The Ugly

Now to move on to two low-cost subsidiaries the parent carriers will be very likely to want to forget as failed projects. For a number of reasons, these experiments went horribly wrong.

Continental Lite

Continental Boeing 737. Credit: Aero Icarus (see below).

Continental Lite is now, among many, an infamous example of a drastic failure in strategy. Much like United Shuttle and Delta Express, this carrier was a response to Southwest. It also incorporated low-frills and worked to cut many costs in order to lower fares. So why did it fail to an even higher degree than the other two? Firstly was the choice of routes. Continental decided to predominantly target its business-heavy routes – and kept the subsidiary carrier very integrated still within the main network.

This did little to set the expectation of passengers. The usual business passengers still expected a premium service and were therefore let down terribly by the ‘Lite’ offering. The subsidiary wasn’t marketed enough as a separate entity, so many business passengers were completely alienated. The OnePass frequent flyer program, which had been the top loyalty program in the industry, quickly fell down the rankings as Continental suffered a great loss in business pax, which wasn’t offset at all by a rise in economy passengers. A combination therefore of poor route choice, high costs due to trade union affiliation and an inability to separate the main carrier from the subsidiary caused Continental Lite to end in disaster.


Joon Airbus A320. Credit: Anna Zvereva (see below).

Joon was a very different experiment to that of Continental Lite. Starting operations in 2017, Joon was a subsidiary of Air France. An airline marketed to ‘youth’ and millennials. The business model was aimed at providing a new generation of travel experience with an airline on the side. A funky, modern and youthful product at a low cost.

The airline lasted just two years and was quickly withdrawn and merged back into Air France. Joon failed because their brand was difficult to understand, and they simply didn’t attract and entice their target market. The model was too complex, too thought out and too in depth to compete with other low cost carriers. A large part of the success of LCCs has been grounded in simplicity. The vision of Joon was to kick off a new era of modern travel – something which doesn’t go hand-in-hand with ‘keeping things simple’.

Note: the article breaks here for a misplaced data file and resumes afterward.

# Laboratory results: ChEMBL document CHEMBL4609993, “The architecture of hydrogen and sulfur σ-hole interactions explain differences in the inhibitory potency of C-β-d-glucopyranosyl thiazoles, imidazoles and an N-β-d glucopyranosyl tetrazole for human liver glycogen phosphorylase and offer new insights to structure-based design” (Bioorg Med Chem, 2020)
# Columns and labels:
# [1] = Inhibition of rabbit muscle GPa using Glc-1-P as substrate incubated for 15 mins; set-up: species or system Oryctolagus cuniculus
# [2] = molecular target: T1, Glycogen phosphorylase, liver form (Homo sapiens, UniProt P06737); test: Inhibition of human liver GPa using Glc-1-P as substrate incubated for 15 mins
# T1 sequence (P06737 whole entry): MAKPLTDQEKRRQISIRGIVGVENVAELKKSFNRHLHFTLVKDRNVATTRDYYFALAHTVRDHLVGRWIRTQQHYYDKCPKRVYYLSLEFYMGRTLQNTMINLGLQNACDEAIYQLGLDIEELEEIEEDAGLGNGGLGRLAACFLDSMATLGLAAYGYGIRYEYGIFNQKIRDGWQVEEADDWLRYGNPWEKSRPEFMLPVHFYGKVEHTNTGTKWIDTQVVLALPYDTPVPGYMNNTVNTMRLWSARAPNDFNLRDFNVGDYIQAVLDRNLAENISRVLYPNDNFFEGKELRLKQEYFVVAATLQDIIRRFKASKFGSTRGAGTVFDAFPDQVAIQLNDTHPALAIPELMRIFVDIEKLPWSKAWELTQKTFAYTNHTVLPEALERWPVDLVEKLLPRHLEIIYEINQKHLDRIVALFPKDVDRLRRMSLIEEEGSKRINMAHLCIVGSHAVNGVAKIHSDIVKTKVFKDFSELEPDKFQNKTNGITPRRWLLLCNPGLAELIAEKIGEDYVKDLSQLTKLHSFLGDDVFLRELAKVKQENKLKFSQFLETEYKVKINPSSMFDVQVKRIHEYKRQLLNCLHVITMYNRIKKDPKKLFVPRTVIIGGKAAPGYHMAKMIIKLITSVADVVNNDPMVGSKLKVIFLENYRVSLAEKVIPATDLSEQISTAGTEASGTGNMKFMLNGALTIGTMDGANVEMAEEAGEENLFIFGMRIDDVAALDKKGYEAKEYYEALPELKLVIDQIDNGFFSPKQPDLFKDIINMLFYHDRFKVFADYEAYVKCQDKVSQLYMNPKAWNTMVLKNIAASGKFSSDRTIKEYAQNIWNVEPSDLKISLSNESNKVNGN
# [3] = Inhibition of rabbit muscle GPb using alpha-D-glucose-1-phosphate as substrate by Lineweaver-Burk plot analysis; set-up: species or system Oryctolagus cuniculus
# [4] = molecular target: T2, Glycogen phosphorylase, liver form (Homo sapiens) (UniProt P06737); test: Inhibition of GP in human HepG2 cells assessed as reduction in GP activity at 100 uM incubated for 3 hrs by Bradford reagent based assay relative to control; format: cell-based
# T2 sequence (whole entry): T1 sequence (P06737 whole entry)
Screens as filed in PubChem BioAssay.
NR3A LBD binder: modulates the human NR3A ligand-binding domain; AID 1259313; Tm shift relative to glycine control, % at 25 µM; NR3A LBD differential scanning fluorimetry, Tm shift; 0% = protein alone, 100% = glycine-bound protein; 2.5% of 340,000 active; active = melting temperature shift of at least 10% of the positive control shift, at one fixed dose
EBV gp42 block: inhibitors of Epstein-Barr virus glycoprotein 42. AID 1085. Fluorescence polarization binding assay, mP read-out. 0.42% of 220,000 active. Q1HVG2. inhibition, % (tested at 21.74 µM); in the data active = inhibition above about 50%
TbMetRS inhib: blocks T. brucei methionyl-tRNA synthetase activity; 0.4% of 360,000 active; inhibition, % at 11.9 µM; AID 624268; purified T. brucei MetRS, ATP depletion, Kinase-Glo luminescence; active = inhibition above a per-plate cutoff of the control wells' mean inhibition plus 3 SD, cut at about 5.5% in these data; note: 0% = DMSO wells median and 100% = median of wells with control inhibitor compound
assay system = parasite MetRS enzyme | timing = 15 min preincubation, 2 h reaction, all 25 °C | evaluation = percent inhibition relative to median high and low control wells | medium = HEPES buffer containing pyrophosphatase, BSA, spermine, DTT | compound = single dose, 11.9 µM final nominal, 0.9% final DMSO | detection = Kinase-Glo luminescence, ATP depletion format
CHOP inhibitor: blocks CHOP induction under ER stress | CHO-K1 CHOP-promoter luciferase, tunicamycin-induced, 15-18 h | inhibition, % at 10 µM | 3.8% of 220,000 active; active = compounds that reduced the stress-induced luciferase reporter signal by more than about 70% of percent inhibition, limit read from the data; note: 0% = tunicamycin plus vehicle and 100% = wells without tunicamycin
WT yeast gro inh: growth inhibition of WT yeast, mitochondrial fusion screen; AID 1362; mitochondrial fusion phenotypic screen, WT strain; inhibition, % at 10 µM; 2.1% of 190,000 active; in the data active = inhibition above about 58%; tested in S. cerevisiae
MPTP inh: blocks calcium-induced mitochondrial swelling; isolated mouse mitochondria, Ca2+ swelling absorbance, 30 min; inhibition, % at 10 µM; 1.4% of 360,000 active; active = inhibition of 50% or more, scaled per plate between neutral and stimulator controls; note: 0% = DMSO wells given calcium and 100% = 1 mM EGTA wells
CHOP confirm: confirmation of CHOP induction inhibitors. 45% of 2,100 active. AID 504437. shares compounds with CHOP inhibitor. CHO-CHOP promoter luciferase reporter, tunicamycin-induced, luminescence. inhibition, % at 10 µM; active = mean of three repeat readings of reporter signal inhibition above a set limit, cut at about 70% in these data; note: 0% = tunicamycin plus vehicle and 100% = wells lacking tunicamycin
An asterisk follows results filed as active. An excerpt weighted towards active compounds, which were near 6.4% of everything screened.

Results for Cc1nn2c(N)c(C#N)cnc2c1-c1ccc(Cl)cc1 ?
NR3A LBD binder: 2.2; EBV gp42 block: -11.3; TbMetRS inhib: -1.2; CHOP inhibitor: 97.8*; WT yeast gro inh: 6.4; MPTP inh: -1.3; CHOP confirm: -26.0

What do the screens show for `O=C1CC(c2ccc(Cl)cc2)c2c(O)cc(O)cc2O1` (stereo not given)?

What can LCC subsidiaries teach us?

The history of low cost subsidiaries can tell us a range of things – what works, what doesn’t and why. It is quite clear from the range of case studies above that the more successful low-cost subsidiaries have:

  • A simple, non-complex business model
  • Limited integration with the main carrier and a structure that keeps it as a separate entity
  • A low cost base and limited affiliation with trade unions
  • A solid marketing strategy which effectively hits a target market without alienating the market of the main carrier

The unsuccessful LCC subsidiaries can tell us just as much. The mistakes of the past have been learning curves for the future – many full service carriers are now opting to move away from subsidiary airlines and focus on creating a more cost effective economy class in their main business. Those still working with a subsidiary should look to take the negatives of the last few decades as a way to improve and create robust low-cost strategies. For now, it’s great to see the success of airlines such as Jetstar – lets see what the future holds for these subsidiary carriers and how they can overcome the Covid-19 crisis, coming out the other side as strong financial competitors to the growing low-cost airlines.

I hope you enjoyed this article! Check out my social media accounts below and don’t hesitate to comment or get in touch.

Images used:

‘241aq – Go Fly Boeing 737-36Q; G-IGOB@ZRH;02.06.2003’ by Aero Icarus. View here. Licensed under CC BY-SA 2.0. View license.

‘Shuttle by United Boeing 737-322; N377UA@LAS;01.08.1995’ by Aero Icarus. View here. Licensed under CC BY-SA 2.0. View license.

‘Continental Airlines Boeing 737-500; N14653@EWR;07.02.2008/499ds’ by Aero Icarus. View here. Licensed under CC BY-SA 2.0. View license.

‘JOON, F-GKXV, Airbus A320-214’ by Anna Zvereva. View here. Licensed under CC BY-SA 2.0. View license.

I'm an avid writer and airport fanatic. I'm currently studying Airline and Airport Management at Bucks New University and hope to work in airport operations in the future.

Leave a Reply

Your email address will not be published.